From the Team


November 21, 2016


The holidays are all about good cheer, gratitude, family, friends, and delicious food. But the season can also conjure up feelings of guilt and dread—tempting food overcomes our better judgement, leaving us full of regret. Every year festive recipes flood the internet, and come January, they are replaced with articles about weight loss and getting back on track after an indulgent month of overly rich food and too many desserts. But partaking in holiday festivities shouldn’t mean getting off track. The good eating habits you’ve been developing—being mindful and making the better choice—allow you to embrace the holidays, food and all, and enjoy the season even more.

The key to success is practicing moderation, which is why Challenge check-ins include free passes. You shouldn’t have to forgo a slice of pumpkin pie at Thanksgiving dinner to be a good eater. Have one serving of pie, use your free pass, and enjoy it even more—knowing that you’re continuing to develop good eating habits and eating pie, at the same time!

Here are our Top 5 Thanksgiving Good Eating Tips to help you keep up the good work:

  1. Don’t starve yourself on Thanksgiving morning because you know you’re going to eat a lot at dinner. Eat a well-balanced meal with protein and fiber to fill you up and give you energy. If you’re famished come dinner time, you’re more likely to over-indulge and make poor choices when filling your plate.
  2. Plan ahead. If you know you’re going to have meat for dinner, then don’t eat meat for lunch. If you know you’re going to have a piece of pie with whipped cream for dessert, don’t have a pastry for breakfast. Plan your Thanksgiving day meals in order to enjoy your free passes at dinner and still stay on track.
  3. Fill most of your plate with vegetables. One awesome thing about Thanksgiving dinner is all of the delicious vegetable side dishes. Sautéed green beans, crispy brussels sprouts, stuffed winter squash, and caramelized carrots should make it easy to cover most of your plate with veggies. Then fill the rest with turkey, gravy and stuffing.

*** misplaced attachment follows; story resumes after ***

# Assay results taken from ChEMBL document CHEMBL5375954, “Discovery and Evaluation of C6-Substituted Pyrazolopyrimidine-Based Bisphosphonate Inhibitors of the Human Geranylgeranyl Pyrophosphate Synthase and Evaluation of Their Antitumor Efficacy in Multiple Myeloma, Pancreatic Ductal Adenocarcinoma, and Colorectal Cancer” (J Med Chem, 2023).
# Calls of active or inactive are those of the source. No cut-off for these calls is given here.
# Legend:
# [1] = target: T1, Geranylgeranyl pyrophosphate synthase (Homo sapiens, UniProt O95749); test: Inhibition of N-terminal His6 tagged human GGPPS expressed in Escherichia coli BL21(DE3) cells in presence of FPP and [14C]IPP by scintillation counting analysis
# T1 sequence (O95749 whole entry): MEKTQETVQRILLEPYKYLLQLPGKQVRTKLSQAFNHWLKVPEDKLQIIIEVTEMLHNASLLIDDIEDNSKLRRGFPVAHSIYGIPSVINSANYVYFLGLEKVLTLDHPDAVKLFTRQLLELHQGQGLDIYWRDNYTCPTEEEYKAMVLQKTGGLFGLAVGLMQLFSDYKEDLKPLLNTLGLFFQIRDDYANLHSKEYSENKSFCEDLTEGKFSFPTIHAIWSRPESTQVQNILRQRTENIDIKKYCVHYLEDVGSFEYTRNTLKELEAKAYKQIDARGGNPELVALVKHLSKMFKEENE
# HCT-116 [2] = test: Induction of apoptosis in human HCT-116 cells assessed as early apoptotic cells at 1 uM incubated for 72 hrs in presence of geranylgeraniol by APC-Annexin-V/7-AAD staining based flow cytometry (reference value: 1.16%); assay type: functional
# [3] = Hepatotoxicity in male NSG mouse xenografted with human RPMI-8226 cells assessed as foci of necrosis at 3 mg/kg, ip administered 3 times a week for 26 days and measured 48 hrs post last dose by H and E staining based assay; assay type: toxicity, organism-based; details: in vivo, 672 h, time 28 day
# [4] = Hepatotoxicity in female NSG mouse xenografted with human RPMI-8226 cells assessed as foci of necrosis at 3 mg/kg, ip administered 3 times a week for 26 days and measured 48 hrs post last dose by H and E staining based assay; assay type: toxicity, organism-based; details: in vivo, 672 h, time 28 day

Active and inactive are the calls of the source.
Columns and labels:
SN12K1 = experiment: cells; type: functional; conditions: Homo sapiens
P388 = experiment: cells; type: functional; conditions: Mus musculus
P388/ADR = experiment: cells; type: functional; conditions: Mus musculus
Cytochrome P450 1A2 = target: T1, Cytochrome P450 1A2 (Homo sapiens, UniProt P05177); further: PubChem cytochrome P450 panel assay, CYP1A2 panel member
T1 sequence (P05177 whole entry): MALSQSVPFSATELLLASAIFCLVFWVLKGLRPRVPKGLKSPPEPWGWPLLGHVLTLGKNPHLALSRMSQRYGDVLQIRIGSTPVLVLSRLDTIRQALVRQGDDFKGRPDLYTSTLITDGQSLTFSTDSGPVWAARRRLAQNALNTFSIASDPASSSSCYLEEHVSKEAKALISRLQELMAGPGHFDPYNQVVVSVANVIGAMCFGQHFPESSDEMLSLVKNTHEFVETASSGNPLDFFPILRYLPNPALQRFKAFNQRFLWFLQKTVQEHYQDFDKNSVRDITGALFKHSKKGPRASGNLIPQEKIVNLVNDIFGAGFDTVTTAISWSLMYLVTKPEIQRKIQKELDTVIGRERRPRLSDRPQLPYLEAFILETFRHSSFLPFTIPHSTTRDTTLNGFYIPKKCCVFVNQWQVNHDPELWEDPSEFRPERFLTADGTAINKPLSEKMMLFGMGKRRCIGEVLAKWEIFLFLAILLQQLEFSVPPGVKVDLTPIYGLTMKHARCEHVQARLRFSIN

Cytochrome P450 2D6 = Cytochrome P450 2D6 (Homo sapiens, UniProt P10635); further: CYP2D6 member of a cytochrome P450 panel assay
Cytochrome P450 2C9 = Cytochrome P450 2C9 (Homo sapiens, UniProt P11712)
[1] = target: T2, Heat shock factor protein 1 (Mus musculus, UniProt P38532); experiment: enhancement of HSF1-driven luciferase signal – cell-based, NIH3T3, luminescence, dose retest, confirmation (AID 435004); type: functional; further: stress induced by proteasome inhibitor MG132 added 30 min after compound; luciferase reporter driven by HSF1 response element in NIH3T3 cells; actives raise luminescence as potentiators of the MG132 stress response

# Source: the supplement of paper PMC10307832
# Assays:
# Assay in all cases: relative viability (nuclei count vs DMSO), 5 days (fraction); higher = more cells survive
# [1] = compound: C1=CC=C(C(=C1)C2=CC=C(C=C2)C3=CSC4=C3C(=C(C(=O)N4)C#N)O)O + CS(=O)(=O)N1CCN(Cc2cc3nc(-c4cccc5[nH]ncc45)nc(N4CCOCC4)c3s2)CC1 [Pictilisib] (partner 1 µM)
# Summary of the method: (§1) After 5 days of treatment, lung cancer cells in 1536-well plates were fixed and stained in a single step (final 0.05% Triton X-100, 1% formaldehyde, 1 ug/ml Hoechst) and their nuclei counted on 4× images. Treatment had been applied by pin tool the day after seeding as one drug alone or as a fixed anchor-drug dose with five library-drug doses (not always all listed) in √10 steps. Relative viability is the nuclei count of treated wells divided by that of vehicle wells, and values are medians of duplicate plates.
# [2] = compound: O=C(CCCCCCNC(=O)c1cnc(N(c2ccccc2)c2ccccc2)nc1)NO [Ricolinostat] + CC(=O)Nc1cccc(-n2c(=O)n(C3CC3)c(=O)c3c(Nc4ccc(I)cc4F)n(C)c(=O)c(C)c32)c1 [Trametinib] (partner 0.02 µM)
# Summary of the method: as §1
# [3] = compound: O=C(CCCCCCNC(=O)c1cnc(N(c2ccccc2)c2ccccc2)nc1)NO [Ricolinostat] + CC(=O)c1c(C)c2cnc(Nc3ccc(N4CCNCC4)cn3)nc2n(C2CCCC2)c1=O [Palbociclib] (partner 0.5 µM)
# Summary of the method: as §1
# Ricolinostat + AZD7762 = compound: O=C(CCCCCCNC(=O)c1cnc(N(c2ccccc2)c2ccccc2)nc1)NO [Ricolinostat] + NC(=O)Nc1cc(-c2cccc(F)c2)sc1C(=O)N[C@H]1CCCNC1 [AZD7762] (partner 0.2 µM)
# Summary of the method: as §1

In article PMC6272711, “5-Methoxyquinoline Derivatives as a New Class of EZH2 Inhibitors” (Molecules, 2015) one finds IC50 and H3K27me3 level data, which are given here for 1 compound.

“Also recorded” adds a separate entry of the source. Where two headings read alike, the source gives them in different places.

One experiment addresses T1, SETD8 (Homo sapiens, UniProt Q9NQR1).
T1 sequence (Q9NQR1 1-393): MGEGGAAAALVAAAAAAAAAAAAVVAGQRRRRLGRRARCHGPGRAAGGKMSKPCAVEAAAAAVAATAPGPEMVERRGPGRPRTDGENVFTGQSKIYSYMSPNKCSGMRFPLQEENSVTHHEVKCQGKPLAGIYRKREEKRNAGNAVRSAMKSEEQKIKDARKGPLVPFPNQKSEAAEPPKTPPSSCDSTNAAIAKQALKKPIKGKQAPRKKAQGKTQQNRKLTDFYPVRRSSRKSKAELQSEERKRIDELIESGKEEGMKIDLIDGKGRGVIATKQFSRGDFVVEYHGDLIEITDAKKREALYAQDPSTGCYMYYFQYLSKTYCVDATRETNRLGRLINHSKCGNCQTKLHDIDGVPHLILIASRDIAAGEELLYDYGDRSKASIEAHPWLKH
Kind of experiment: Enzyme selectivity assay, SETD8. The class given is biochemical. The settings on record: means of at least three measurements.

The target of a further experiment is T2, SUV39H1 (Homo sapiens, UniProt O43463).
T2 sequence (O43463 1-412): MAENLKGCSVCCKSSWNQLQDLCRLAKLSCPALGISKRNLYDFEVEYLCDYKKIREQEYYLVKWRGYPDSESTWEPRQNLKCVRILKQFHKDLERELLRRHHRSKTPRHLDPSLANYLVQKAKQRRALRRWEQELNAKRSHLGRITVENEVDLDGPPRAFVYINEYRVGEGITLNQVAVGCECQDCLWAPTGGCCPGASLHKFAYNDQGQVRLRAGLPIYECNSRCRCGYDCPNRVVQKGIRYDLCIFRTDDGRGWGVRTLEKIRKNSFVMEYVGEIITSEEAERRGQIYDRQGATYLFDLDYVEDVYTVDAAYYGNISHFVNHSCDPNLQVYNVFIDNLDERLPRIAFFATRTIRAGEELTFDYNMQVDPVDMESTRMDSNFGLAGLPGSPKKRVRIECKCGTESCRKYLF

4. Don’t take too much. Just because it’s Thanksgiving doesn’t mean you should have to unbutton your pants to feel comfortable after dinner. Overeating likely means regret and guilt, neither of which are any fun. Plus, you need to save some room for pie, right?!
  5. Eat one bite at a time. If you eat too quickly, you won’t fully enjoy your Thanksgiving meal, and will likely overeat. The good news is that eating one bite at a time is much easier with your family and friends!

Yes, Thanksgiving dinner is about food, but it’s also about people sitting around the table, and having good conversation with those we care about. Share how the good eating habits you’ve been developing allow you to stay on track, and keep you and the planet healthy.

Invite your friends and family to join a Mindful Eating Challenge with youEat At Least 1 Distraction-Free Meal, Eat One Bite At A Time, No Food Waste or Stop Eating 2 Hours Before Bed. Let’s help each other maintain our mindful eating habits this holiday season!

Behind the Plate


Elettra Wiedemann is the Founder & Editor In Chief of Impatient Foodie where she delves into good food for the fast paced lifestyle. She’s also the Executive Food Editor at Refinery29, a retired fashion model, a triathlete, trilingual, and holds a Masters of Science…

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Professor Marion Nestle teaches in the Department of Nutrition, Food Studies and Public Health at New York University. She is an internationally known and acclaimed public health advocate, and has authored a number of award-winning books such as Food Politics, Why Calories Count, Eat…

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Justin Aiello @olivettefarm is the Farm Manager at Olivette Farm, a biodiverse, organic vegetable farm located just north of downtown Asheville, North Carolina. His journey to farming has taken some twists and turns—from geography to landscaping, and from Georgia to the Adirondack Mountains of New York,…

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